• seperator

Anthony is how old?

Watching change apparently occupied a number of people over the weekend, according to my email.

I did the same thing, though the only coin I received in change that is worth a comment is an AU example of the 2009 Lincoln cent with the unfinished Capitol dome on the reverse.

This is the second Lincoln Bicentennial cent I have received in the last few weeks.

Turning to a subject raised by my email, I take our change dispensers that use dollar coins in the Krause Publications breakroom for granted. It has been there for many years.

However, the use of that and similar devices apparently has not saturated America because I received an email from a reader in Texas that reads:

“The other night, I visited a local hospital at night with my son-in-law. It was late when we left, and the toll booth for the parking lot was closed.

“He slipped a $10 bill into a pay slot for the fee. Eventually, a bunch of coins rattled out of a chute like a slot machine.

“Five metal dollars. One Marten Van Buren, two Sacagawea, two of the lady whose name I cannot remember. I’m sure you know. (Son-in-law has my coin book).

“This was the first time I had seen metal dollars in change. They looked  as if they had run that gauntlet many times.

“Hope he has no problem spending them. I once had several 50 cent pieces to spend. I was informed that the store, America’s leading, did not accept tokens.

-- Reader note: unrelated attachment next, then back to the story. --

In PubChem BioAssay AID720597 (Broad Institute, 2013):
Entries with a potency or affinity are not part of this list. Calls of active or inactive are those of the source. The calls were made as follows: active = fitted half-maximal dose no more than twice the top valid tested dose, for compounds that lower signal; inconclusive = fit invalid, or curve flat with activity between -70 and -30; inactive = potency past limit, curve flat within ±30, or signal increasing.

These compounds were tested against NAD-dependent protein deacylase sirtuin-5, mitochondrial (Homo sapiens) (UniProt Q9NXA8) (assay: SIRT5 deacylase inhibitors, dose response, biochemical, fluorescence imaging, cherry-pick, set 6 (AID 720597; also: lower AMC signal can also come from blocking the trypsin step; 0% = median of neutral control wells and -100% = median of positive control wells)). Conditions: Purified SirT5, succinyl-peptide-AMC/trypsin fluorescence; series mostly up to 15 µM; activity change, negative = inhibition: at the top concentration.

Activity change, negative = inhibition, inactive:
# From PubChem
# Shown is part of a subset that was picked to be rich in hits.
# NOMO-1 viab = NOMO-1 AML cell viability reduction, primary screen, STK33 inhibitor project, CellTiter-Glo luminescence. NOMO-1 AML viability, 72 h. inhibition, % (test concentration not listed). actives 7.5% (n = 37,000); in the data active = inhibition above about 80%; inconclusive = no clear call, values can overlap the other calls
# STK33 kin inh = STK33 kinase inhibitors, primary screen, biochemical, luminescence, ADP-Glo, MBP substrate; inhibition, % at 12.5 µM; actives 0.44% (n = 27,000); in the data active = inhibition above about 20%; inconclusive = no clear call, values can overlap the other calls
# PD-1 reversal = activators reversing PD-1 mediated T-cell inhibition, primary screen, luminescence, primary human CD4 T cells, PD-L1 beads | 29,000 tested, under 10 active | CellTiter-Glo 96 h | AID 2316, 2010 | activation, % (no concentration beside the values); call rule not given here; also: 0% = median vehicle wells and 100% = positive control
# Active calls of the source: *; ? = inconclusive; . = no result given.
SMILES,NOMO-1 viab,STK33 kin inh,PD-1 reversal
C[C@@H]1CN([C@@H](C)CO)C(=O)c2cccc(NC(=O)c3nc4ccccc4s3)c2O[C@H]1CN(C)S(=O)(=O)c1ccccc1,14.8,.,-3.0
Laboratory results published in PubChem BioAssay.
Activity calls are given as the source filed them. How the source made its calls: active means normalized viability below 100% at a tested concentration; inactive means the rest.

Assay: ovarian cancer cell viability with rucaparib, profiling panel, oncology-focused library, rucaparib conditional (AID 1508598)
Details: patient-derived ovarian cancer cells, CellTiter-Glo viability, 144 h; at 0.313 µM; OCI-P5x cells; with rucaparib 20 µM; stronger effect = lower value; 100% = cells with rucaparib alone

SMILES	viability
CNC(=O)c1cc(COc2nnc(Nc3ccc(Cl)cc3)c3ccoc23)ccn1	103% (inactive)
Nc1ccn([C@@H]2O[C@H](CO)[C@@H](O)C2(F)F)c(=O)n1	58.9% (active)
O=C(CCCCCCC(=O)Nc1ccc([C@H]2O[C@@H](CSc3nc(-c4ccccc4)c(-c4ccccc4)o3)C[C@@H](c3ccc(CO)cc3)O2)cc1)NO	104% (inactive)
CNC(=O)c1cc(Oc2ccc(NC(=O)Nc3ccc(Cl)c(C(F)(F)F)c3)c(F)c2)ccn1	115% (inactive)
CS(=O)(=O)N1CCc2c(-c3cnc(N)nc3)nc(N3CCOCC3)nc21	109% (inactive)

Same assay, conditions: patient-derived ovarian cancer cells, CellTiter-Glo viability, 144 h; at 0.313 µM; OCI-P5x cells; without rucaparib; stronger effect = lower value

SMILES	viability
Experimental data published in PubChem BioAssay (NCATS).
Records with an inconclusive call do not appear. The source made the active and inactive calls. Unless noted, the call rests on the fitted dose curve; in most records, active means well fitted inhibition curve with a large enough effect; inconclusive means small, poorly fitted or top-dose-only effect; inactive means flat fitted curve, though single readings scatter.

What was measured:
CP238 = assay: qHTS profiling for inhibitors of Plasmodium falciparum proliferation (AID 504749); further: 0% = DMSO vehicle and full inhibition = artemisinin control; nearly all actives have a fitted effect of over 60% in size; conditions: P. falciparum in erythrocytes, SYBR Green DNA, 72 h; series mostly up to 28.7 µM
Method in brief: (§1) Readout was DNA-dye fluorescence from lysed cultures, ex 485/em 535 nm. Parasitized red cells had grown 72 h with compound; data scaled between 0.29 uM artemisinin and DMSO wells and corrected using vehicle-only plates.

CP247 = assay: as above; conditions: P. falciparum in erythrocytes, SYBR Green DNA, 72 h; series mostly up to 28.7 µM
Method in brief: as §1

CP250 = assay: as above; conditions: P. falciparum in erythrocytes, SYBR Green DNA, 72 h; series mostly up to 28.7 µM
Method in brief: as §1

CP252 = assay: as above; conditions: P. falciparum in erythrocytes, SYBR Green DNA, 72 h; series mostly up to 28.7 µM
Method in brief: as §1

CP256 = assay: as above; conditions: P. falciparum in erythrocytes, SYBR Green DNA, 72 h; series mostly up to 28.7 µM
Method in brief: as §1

“Took a little effort to get that matter straightened out.”

I appreciate reader email and I do like to learn what is going on around the country at the individual collector level.

I find two items of interest about the five $1 coins are that are mentioned in the email. The first is the fact that there was only one Presidential dollar issue in the group. The second item of interest is the fact that the story of the portrait on the two Susan B. Anthony coins apparently is now so far in the past that collectors are forgetting who is on the coin.

I must admit it has been nearly 34 years since the coins were issued in July of 1979.

Anthony’s name was on the lips of virtually every collector then because the use of her image had deprived the hobby of seeing Frank Gasparro’s Miss Liberty design instead.

It is interesting that some of the dollar coins that nobody wanted to use in 1979 are still out there actually serving a useful function.

I find I am even a bit curious about the dates and mintmarks on the two Anthony dollar coins.

Buzz blogger Dave Harper is editor of the weekly newspaper “Numismatic News.”

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